-- Insurance, pharmaceutical and other health care companies would pay $93 billion in new fees.

-- A national network of member-run cooperatives would be created as an alternative to a public option.

-- A 15-member independent commission would be created to enforce health care savings goals.

The cost of the House of Representative plan is estimated at $1 trillion over 10 years; The Senate proposal is estimated to cost $615 billion over 10 years; and the Baucus proposal is estimated to cost$856 billion over the first 10 years.

Francisco said the current cost of health care is unsustainable considering the United States spends 15 percent of its gross national product for health care, as compared to 9 percent of GNP in Canada. Maintaining Medicare and Medicaid is also unsustainable for the government, he said.

"That's the highest cost of all, to do nothing," Francisco said.

In addition, he said the 45 million-47 million uninsured people in the country end up seeking care at emergency rooms.

"The cost of the uncompensated care ultimately gets passed on to taxpayers," he said.

Francisco said the health care reform issues affect nonprofits because nonprofits pay salaries and provide benefits to employees and pay employment taxes just like for-profit businesses.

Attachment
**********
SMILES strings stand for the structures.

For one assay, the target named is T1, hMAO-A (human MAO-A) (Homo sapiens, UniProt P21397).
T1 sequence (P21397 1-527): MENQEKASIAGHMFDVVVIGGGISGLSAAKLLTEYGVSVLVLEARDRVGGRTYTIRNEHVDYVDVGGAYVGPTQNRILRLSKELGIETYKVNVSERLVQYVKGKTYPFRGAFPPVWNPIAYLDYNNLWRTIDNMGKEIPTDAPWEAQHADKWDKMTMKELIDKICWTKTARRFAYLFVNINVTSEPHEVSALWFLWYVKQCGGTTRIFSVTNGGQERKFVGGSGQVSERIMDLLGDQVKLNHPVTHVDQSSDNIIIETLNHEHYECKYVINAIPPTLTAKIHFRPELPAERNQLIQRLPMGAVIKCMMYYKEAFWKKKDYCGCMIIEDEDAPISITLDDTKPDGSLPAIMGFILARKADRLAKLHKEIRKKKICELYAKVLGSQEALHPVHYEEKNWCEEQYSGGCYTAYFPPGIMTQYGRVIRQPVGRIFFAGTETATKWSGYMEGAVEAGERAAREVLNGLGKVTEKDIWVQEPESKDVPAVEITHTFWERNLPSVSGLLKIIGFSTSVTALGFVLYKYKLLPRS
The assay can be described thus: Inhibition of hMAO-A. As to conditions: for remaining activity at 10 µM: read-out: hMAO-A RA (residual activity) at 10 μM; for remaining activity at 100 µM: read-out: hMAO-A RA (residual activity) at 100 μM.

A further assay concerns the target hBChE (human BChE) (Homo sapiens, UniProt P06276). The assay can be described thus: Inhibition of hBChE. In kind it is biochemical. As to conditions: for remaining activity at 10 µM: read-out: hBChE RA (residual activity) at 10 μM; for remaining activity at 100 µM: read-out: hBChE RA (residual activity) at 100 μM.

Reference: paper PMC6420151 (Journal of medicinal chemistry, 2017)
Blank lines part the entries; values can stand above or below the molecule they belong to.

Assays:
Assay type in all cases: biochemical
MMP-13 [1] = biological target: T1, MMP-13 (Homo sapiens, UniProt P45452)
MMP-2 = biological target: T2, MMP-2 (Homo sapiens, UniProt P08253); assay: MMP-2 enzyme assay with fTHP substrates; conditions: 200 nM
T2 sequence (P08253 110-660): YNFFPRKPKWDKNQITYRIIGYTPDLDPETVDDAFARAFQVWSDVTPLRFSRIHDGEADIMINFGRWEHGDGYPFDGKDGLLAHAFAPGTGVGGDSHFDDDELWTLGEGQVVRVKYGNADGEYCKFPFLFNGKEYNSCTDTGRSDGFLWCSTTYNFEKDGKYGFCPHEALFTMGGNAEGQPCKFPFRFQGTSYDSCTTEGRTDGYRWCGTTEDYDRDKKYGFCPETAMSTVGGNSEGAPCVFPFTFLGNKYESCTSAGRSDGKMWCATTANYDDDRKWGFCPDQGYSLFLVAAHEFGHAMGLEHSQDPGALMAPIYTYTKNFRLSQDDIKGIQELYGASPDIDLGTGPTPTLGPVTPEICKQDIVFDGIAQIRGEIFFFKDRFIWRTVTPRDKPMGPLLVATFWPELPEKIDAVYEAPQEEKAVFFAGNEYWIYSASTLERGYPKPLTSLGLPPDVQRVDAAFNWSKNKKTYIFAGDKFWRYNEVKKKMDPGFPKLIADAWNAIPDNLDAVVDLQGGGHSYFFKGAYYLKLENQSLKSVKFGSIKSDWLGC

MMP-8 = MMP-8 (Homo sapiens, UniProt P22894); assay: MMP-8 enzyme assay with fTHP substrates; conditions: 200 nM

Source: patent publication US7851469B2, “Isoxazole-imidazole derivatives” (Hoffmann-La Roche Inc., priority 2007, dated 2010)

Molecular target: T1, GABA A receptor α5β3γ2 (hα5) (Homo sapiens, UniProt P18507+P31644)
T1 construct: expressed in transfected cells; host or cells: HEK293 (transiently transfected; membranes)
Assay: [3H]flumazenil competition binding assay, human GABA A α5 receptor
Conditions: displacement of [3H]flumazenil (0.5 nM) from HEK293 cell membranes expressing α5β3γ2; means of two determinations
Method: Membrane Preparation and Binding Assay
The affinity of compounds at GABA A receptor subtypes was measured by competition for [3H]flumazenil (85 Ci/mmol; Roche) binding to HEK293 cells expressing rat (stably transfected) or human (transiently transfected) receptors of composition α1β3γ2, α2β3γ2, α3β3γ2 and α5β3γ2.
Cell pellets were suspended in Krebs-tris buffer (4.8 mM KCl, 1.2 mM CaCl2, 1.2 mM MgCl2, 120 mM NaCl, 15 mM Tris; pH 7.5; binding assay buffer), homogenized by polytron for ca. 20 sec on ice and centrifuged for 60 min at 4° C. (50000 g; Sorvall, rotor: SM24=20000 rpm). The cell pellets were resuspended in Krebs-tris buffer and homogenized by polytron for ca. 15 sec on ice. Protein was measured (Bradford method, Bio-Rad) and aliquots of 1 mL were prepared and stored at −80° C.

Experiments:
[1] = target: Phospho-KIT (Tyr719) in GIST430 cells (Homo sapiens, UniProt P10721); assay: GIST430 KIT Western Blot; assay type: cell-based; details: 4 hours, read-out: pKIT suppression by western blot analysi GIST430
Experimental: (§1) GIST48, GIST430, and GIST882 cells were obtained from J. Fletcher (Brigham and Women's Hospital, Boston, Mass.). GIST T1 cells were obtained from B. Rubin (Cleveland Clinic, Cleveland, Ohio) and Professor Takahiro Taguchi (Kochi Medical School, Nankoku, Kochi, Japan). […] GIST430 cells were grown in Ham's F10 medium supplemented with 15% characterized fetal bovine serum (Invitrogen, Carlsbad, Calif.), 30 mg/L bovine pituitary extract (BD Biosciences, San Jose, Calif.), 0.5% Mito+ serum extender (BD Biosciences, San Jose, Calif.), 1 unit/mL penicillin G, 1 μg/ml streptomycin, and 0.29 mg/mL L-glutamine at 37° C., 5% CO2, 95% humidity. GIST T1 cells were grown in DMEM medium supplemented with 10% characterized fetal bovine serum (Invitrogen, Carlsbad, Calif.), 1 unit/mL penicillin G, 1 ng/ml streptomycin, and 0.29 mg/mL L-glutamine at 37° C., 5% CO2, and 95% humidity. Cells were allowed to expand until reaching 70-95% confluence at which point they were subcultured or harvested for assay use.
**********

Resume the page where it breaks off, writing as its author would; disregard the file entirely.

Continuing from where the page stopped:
Francisco referred the gathering to http://thomas.loc.gov/cgibin/query/z?c111:h.r.3200, http://help.senate.gov/BA109A84_xml.pdf and http://finance.senate.gov/sitepages/leg/LEG%202009/091609%20americas_hea....

"You can find the whole text and read it if you don't have enough to read tonight," he said.

Francisco said the House of Representative set a Friday deadline to vote on the bill, but like other Congressional deadlines, it could be pushed forward. He said he hopes to see some real action by Christmas.

Other issues

Francisco also touched on a few other pieces of federal legislation of interest to nonprofits.

The unemployment insurance benefits, normally covering 26 weeks, has been extended to 52 week and might be further extended for states with exceptionally high unemployment rates. He said Minnesota is not in that category and wouldn't qualify for the additional extension.

He cited the $11 trillion national debt services at an interest rate of $280 billion per year.

"That's money that doesn't go for housing, health care, education," he said.

He said Congress has to decide whether to extend the George W. Bush tax cuts of 2001 and 2003 to the top half of 1 percent of the wealthiest Americans.

"We think that's just flat out bad policy," Francisco said. "It has contributed enormously to the deficits we see today and the national debt."

He also discussed the estate tax, sometimes referred to as the "death tax." Only those who inherit more than $7 million per couple pay it, and then only for the amount above the $7 million limit. He said 99.5 percent of Americans aren't affected by the estate tax. Francisco said this tax brings in $80 billion per year, but a contingent in Congress wants to raise the limit to $10 million per couple.

Francisco closed by encouraging the representatives of the nonprofit organizations. He said they are in a good position to alert the community to the facts of the legislative issues and continue to work for a civil society.